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The Forecast Performance of Long Memory and Markov Switching Models

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  • Vasco J. Gabriel

    ()
    (Universidade do Minho - NIPE
    Birkbeck College, University of London)

  • Luis F. Martins

    ()
    (Instituto Superior de Ciências do Trabalho e da Empresa, UNIDE)

Abstract

Recent research has focused on the links between long memory and structural change, stressing the long memory properties that may arise in models with parameter changes. In this paper, we contribute to this research by comparing the forecasting abilities of long memory and Markov switching models. Two approaches are employed: a Monte Carlo study and an empirical comparison, using the quarterly Consumer Price inflation rate in Portugal in the period 1968-1998. Although long memory models may capture some in-sample features of the data, when shifts occur in the series considered, their forecast performance is relatively poor, when compared with simple linear and Markov switching models. Moreover, our findings, in a more general framework, are in accordance with the works of Clements and Hendry (1998) and Clements and Krolzig (1998), reinforcing the idea that simple linear time series models remain useful tools for prediction.

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Bibliographic Info

Paper provided by NIPE - Universidade do Minho in its series NIPE Working Papers with number 2/2000.

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Date of creation: 2000
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Handle: RePEc:nip:nipewp:2/2000

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Keywords: Long Memory; Structural change; Forecasting;

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References

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  1. Charles S. Bos & Philip Hans Franses & Marius Ooms, 1998. "Long Memory and Level Shifts: Re-Analyzing Inflation Rates," Tinbergen Institute Discussion Papers 98-039/4, Tinbergen Institute.
  2. Garcia, R. & Perron, P., 1994. "An Analysis of the Real Interest rate Under Regime Shifts," Cahiers de recherche 9428, Centre interuniversitaire de recherche en économie quantitative, CIREQ.
  3. Andrews, Donald W K, 1993. "Tests for Parameter Instability and Structural Change with Unknown Change Point," Econometrica, Econometric Society, vol. 61(4), pages 821-56, July.
  4. Hidalgo, Javier & Robinson, Peter M., 1996. "Testing for structural change in a long-memory environment," Journal of Econometrics, Elsevier, vol. 70(1), pages 159-174, January.
  5. Granger, C. W. J., 1980. "Long memory relationships and the aggregation of dynamic models," Journal of Econometrics, Elsevier, vol. 14(2), pages 227-238, October.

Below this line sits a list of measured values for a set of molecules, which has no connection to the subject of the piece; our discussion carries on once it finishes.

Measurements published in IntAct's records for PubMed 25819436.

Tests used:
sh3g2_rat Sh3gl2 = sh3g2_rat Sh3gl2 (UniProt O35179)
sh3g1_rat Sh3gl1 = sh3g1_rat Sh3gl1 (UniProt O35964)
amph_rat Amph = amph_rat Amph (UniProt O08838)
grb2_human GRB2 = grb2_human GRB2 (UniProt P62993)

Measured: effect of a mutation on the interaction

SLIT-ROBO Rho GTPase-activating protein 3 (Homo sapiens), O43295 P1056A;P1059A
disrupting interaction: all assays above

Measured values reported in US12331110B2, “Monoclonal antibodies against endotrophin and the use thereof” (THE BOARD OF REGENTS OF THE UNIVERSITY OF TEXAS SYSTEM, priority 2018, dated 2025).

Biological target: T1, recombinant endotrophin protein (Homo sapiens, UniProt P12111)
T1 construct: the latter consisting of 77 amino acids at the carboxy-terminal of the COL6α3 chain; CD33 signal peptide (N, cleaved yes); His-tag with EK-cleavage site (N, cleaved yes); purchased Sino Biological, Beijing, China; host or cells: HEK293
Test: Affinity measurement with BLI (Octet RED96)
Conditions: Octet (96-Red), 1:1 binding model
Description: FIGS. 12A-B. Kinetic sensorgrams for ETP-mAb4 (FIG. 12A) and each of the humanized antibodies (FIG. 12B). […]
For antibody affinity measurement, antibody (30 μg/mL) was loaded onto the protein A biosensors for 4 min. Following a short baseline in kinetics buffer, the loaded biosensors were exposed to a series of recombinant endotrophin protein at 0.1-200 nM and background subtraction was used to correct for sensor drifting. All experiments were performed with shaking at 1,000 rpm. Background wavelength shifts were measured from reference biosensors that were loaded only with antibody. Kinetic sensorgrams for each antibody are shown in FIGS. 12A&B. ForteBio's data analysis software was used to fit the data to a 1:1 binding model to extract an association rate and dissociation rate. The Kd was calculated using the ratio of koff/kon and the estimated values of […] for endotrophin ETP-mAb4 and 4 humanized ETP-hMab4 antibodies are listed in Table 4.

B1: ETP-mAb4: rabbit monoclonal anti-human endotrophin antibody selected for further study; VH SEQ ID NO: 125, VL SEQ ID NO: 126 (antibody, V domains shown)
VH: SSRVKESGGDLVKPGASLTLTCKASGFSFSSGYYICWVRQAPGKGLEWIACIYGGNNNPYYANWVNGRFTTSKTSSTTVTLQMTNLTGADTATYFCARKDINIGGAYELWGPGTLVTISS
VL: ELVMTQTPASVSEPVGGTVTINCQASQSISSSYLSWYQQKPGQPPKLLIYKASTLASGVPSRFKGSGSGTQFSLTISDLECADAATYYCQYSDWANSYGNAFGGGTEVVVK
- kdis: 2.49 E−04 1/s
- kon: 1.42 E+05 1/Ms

6. Baillie, Richard T., 1996. "Long memory processes and fractional integration in econometrics," Journal of Econometrics, Elsevier, vol. 73(1), pages 5-59, July.
  7. Granger, Clive W.J. & Hyung, Namwon, 1999. "Occasional Structural Breaks and Long Memory," University of California at San Diego, Economics Working Paper Series qt4d60t4jh, Department of Economics, UC San Diego.
  8. Granger, Clive W. J. & Terasvirta, Timo, 1999. "A simple nonlinear time series model with misleading linear properties," Economics Letters, Elsevier, vol. 62(2), pages 161-165, February.
  9. Allan Timmermann, 1999. "Moments of Markov Switching Models," FMG Discussion Papers dp323, Financial Markets Group.
  10. Sowell, Fallaw, 1992. "Maximum likelihood estimation of stationary univariate fractionally integrated time series models," Journal of Econometrics, Elsevier, vol. 53(1-3), pages 165-188.
  11. Michael P. Clements & Hans-Martin Krolzig, 1998. "A comparison of the forecast performance of Markov-switching and threshold autoregressive models of US GNP," Econometrics Journal, Royal Economic Society, vol. 1(Conferenc), pages C47-C75.
  12. Evans, Martin & Wachtel, Paul, 1993. "Inflation Regimes and the," Journal of Money, Credit and Banking, Blackwell Publishing, vol. 25(3), pages 475-511, August.
  13. Hassler, Uwe & Wolters, Jurgen, 1995. "Long Memory in Inflation Rates: International Evidence," Journal of Business & Economic Statistics, American Statistical Association, vol. 13(1), pages 37-45, January.
  14. Clements, Michael P. & Hendry, David F., 1998. "Forecasting economic processes," International Journal of Forecasting, Elsevier, vol. 14(1), pages 111-131, March.
  15. Nunes, Luis C & Newbold, Paul & Kuan, Chung-Ming, 1997. "Testing for Unit Roots with Breaks: Evidence on the Great Crash and the Unit Root Hypothesis Reconsidered," Oxford Bulletin of Economics and Statistics, Department of Economics, University of Oxford, vol. 59(4), pages 435-48, November.
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